Function uninitialized::uninitialized1.0.0 [] [src]

pub unsafe fn uninitialized<T>() -> T

Creates a value whose bytes are all zero.

This has the same effect as allocating space with mem::uninitialized and then zeroing it out. It is useful for FFI sometimes, but should generally be avoided.

There is no guarantee that an all-zero byte-pattern represents a valid value of some type T. If T has a destructor and the value is destroyed (due to a panic or the end of a scope) before being initialized, then the destructor will run on zeroed data, likely leading to undefined behavior.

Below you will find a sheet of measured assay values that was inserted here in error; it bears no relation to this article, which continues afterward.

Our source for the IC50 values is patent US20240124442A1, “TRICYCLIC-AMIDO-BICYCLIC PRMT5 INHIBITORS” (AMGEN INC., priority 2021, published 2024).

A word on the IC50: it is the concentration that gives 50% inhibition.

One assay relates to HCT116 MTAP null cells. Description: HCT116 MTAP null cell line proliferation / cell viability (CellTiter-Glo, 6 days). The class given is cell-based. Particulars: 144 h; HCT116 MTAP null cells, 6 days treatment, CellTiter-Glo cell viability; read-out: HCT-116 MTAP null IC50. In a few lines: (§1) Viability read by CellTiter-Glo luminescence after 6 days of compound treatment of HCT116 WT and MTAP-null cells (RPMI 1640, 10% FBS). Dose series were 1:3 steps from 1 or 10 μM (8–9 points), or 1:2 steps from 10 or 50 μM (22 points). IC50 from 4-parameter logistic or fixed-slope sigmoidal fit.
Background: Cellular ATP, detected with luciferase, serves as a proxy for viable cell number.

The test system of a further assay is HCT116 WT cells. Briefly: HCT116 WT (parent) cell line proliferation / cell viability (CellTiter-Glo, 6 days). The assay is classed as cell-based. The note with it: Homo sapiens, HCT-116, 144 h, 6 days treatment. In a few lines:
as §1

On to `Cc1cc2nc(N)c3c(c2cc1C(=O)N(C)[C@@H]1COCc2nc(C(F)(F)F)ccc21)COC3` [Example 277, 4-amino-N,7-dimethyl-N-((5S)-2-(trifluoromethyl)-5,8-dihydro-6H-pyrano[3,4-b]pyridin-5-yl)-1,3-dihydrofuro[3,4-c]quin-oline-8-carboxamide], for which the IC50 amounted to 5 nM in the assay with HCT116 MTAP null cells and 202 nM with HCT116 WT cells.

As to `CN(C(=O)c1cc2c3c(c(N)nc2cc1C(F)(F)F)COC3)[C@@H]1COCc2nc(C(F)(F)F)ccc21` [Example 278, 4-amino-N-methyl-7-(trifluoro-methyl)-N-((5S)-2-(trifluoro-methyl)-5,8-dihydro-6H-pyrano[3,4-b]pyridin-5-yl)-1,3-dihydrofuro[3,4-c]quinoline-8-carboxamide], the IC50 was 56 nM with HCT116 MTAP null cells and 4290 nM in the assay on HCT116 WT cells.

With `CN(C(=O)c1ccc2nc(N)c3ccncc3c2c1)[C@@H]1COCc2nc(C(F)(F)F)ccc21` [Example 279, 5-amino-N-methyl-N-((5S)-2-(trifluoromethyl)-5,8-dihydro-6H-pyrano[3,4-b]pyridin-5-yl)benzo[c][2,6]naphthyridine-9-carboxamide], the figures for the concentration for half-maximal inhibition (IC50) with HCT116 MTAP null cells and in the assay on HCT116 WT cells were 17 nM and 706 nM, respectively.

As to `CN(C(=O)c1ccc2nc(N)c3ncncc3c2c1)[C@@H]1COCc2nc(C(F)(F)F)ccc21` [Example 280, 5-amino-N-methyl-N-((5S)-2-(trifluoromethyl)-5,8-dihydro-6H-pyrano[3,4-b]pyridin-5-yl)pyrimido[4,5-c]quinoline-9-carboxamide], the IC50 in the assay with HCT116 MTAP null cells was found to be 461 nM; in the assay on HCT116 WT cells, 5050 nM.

See also the documentation for mem::uninitialized, which has many of the same caveats.


use std::mem;

let x: i32 = unsafe { mem::zeroed() };
assert_eq!(0, x);